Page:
CWC: Azmatullah 97 not out helps Afghanistan set competitive target

Ahmedabad, Nov 10 (UNI) Riding high on Azmatullah Omarzai unbeaten 97, Afghanistan put up a competitive total of 244 against South Africa in the 42nd match of the ICC Men’s Cricket World Cup at Narendra Modi Stadium here on Friday.

Azmatullah stitched three crucial 40-plus-run partnerships along with Rahmat Shah (26) in the initial stage, and then with Rashid Khan (14) and Noor Ahmed (26) towards the end.

He reached a patient half-century in the 37th over and added 71 runs in the final powerplay, even as the South Africa bowlers erred in their lines and lengths. Unfortunately though, the No.5 batsman could not get to the three-figure mark.

Opting to bat, Afghanistan got off to a good start, but lost their first wicket on 41, but lost three more in next three overs, resulting in the run rate dipping significantly.

Afghanistan continued to lose wickets and were in a spot of bother at 116/6, and then Azamatullah delivered.

For South Africa, left-arm spinner Keshav Maharaj (2/25) was at his miserly best and Gerald Coetzee picked up a 4-fer.

Kagiso Rabada went wicketless and Lungi Ngidi walked off the field with an ankle issue in his first spell. Ngidi came back on the field, and picked up a couple of wickets, but did not look fully fit.

Earlier, Afghanistan openers ensured a scoring rate, but Maharaj drew first ball in his very first ball after removing Rahmanullah Gurbaz (25), snapped up by Heinrich Klaasen at first slip.

In the very next over, Afghanistan lost last match’s centurion Ibrahim Zadran for 15. Coetzee had him caught behind Quinton de Kock. They lost two more wickets in the next 12 balls.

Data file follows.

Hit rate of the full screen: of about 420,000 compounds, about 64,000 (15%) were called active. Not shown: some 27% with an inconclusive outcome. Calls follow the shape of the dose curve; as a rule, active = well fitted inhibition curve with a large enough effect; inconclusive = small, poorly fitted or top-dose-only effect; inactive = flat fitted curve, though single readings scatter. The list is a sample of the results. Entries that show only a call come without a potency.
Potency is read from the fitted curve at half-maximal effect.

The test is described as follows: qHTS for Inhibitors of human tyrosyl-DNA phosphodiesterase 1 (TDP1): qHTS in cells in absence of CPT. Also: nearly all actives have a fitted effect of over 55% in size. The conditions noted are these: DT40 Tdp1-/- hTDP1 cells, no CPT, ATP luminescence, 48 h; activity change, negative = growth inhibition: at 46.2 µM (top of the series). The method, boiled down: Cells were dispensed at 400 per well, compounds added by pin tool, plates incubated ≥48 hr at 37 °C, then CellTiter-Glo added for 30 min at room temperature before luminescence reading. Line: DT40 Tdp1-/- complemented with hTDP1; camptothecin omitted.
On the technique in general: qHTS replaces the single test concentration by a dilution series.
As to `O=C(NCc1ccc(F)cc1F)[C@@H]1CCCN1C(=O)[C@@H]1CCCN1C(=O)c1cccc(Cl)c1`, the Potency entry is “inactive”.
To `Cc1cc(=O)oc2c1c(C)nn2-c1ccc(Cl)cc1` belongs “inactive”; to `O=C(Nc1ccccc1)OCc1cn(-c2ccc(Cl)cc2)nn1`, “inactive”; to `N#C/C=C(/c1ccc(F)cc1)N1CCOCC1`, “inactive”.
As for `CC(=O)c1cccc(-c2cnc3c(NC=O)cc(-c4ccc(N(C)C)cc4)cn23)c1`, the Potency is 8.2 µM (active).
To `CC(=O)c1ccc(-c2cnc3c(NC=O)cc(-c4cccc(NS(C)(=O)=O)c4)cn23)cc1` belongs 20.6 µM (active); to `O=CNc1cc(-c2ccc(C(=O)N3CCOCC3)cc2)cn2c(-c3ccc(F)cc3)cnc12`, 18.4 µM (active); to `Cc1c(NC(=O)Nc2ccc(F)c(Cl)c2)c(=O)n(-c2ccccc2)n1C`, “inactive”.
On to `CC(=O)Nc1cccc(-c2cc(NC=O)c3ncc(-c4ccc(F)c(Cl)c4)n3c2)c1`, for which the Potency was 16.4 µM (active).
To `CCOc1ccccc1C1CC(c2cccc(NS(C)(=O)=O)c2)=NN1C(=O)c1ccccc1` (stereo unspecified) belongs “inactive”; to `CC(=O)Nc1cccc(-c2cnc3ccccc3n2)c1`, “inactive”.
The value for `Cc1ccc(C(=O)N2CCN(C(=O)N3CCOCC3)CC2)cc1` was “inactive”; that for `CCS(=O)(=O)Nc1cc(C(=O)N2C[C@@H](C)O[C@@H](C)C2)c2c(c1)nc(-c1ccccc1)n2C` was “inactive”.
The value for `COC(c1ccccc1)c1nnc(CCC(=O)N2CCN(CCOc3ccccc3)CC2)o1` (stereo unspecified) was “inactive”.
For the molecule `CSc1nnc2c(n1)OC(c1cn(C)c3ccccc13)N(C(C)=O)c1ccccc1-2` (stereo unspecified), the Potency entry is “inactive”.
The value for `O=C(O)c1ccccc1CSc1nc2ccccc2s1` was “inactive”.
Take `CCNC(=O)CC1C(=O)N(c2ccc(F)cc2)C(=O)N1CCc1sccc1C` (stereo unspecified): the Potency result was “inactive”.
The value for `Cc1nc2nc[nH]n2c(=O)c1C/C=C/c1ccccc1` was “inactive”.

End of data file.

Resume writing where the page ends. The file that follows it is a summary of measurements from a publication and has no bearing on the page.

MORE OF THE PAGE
Captain Hashmatullah Shahidi edged to De Kock off Maharaj in his very second over, and soon Afghanistan were struggling at 45/3.

Rahmat Shah and Azmatullah stabilised the innings without losing further wickets as they scored only two boundaries in this phase.

Just when they started to score freely, Rahmat was brilliantly caught at backward point by David Miller, who initially juggled and struggled with the bat.

Rahmat’s wicket brought the Proteas back into the game, and the pacers ran through the Afghanistan middle-order. Ikram Alikhil tried to lift the scoring pace with his attacking intent, but was soon sent back after he nicked one off Coetzee.

In the very next over, Ngidi picked his second breakthrough, getting Mohammad Nabi to edge one behind the wicket.

Hashmatullah Shahidi called it right at the toss and elected to bat first. His reasoning centered around the belief that the wicket would probably turn later in the day.

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